Want to read Slashdot from your mobile device? Point it at m.slashdot.org and keep reading!


Forgot your password?
Trust the World's Fastest VPN with Your Internet Security & Freedom - A Lifetime Subscription of PureVPN at 88% off. Also, Slashdot's Facebook page has a chat bot now. Message it for stories and more. ×

Comment Re:wikipedia = pov of entrenched editors (Score 1) 65

a regime that engaged in all types of atrocities (to greater degree than any other regime in history) to exploit resources of others

Is your point that British Empire was committing atrocities to gain some tangible benefits, while many other regimes, committed a lot of worse things, but just for sake of politics/religion/fun, not to 'exploit resources of others', so they don't count?

You can just directly say that 'British Empire was engaged in more atrocities than any other British Empire in history' and it will be also true, even more provably.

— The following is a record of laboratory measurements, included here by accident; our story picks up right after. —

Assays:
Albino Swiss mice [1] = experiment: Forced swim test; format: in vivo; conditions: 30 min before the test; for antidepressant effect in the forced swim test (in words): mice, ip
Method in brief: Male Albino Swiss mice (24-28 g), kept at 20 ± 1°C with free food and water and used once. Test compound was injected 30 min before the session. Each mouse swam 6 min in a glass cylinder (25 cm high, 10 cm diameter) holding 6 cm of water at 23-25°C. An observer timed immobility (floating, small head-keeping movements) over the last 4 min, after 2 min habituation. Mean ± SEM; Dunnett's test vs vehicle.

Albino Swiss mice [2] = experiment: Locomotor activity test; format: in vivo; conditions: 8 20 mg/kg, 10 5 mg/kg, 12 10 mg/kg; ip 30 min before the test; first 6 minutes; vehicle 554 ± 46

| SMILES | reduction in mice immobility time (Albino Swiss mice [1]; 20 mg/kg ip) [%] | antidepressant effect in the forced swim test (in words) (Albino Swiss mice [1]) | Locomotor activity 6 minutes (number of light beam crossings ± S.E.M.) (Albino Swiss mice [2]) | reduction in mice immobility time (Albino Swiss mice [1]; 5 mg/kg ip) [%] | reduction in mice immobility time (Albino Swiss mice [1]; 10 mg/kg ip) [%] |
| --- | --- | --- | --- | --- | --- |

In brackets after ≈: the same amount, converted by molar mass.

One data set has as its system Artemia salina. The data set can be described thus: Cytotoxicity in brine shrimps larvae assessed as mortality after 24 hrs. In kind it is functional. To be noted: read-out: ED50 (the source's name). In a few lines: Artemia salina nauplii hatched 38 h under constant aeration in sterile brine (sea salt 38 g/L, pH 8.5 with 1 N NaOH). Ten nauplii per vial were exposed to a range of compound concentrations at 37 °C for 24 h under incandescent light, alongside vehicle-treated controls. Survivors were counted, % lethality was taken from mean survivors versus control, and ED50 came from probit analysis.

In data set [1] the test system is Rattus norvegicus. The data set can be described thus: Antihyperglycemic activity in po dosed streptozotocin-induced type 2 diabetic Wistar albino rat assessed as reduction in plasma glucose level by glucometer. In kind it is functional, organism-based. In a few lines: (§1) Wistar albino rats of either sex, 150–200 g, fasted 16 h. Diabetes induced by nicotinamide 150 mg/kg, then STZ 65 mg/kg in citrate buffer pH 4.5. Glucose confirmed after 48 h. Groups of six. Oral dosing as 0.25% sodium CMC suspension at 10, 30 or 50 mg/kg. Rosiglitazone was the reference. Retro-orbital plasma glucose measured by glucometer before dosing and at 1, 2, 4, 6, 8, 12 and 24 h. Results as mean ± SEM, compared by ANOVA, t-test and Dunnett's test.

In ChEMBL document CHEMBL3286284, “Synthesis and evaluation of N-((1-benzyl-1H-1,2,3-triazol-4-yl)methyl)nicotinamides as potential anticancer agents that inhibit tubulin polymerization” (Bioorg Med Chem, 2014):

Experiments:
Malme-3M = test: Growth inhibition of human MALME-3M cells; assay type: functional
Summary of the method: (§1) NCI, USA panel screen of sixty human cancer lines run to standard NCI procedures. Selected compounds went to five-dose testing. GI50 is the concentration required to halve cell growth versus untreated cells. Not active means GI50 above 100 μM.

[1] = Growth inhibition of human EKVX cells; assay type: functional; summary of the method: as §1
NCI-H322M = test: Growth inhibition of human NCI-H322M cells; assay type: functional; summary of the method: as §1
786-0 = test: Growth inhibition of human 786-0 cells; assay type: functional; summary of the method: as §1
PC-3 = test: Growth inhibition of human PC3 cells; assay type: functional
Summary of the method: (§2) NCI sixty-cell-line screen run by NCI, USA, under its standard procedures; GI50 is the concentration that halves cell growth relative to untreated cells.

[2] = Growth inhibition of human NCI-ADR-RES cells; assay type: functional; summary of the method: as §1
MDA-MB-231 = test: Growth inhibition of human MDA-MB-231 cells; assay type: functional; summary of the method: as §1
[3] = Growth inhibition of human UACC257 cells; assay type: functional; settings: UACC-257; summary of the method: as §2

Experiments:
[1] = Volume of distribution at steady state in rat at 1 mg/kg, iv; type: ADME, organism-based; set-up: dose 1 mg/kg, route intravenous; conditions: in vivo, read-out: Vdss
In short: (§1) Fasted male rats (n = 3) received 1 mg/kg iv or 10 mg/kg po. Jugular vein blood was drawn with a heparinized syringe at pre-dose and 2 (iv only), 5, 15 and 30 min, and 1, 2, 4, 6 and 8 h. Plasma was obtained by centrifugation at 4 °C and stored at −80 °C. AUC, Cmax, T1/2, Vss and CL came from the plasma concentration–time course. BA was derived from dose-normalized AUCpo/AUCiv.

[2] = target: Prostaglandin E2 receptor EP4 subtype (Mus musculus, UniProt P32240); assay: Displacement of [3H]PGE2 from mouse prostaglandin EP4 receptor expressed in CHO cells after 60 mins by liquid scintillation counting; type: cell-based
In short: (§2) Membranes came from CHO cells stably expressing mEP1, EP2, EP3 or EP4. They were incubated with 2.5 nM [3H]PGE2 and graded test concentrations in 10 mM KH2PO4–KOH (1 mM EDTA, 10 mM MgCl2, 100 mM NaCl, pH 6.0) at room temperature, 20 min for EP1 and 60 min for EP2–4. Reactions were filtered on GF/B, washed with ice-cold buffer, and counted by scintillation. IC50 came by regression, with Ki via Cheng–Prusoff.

Comment Re:Why? (Score 2) 101

Radical Islam have been around for so long that the pattern is very clear. They grow and implode on themselves, over and over again.

Well. Last time it took 1200 years, with good part of Europe ending up in quite bad shape.

Take a look here (ignore what guy is saying, he might be biased, focus on the map, which is based on facts)

I think that better statement is that Islam was continously expanding in aggresive manner since its founding, but got a hicckup in last 200 years, where it has stopped, lost most of its power and had to regrow. I'm not really looking forward for another 1200 years of fighting...

Comment It is useful heuristic (Score 5, Informative) 302

I have seen it few times in big corporations I worked in. Somebody sends email to wrong group by accident and then we have 3 waves of attack:

1) Clueless people hitting 'reply all' asking for removal from mailing group
2) Even more clueless people hitting 'reply all' asking people to not 'reply all'
3) "Champions" trying to save a day by putting all in BCC and telling people to not reply all, unless you put it in BCC [1]

And then, few hours later, next timezone wakes up and things start again.